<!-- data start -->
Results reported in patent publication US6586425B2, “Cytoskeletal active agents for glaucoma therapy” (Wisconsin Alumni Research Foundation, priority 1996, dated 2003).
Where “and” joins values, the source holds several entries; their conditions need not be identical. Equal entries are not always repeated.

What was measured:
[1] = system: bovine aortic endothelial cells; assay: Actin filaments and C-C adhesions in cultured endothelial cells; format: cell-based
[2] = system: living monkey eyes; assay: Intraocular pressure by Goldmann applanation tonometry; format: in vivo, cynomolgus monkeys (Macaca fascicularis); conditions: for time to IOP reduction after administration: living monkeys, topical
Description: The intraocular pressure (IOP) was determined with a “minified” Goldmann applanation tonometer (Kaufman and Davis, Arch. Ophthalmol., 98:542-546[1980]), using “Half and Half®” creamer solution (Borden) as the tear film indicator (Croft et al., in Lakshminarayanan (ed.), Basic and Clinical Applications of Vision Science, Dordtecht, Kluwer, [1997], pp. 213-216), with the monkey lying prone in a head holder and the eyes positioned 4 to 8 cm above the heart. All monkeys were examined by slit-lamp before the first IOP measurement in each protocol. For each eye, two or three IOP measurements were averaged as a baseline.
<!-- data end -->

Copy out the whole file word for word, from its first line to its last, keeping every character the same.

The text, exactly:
Results reported in patent publication US6586425B2, “Cytoskeletal active agents for glaucoma therapy” (Wisconsin Alumni Research Foundation, priority 1996, dated 2003).
Where “and” joins values, the source holds several entries; their conditions need not be identical. Equal entries are not always repeated.

What was measured:
[1] = system: bovine aortic endothelial cells; assay: Actin filaments and C-C adhesions in cultured endothelial cells; format: cell-based
[2] = system: living monkey eyes; assay: Intraocular pressure by Goldmann applanation tonometry; format: in vivo, cynomolgus monkeys (Macaca fascicularis); conditions: for time to IOP reduction after administration: living monkeys, topical
Description: The intraocular pressure (IOP) was determined with a “minified” Goldmann applanation tonometer (Kaufman and Davis, Arch. Ophthalmol., 98:542-546[1980]), using “Half and Half®” creamer solution (Borden) as the tear film indicator (Croft et al., in Lakshminarayanan (ed.), Basic and Clinical Applications of Vision Science, Dordtecht, Kluwer, [1997], pp. 213-216), with the monkey lying prone in a head holder and the eyes positioned 4 to 8 cm above the heart. All monkeys were examined by slit-lamp before the first IOP measurement in each protocol. For each eye, two or three IOP measurements were averaged as a baseline.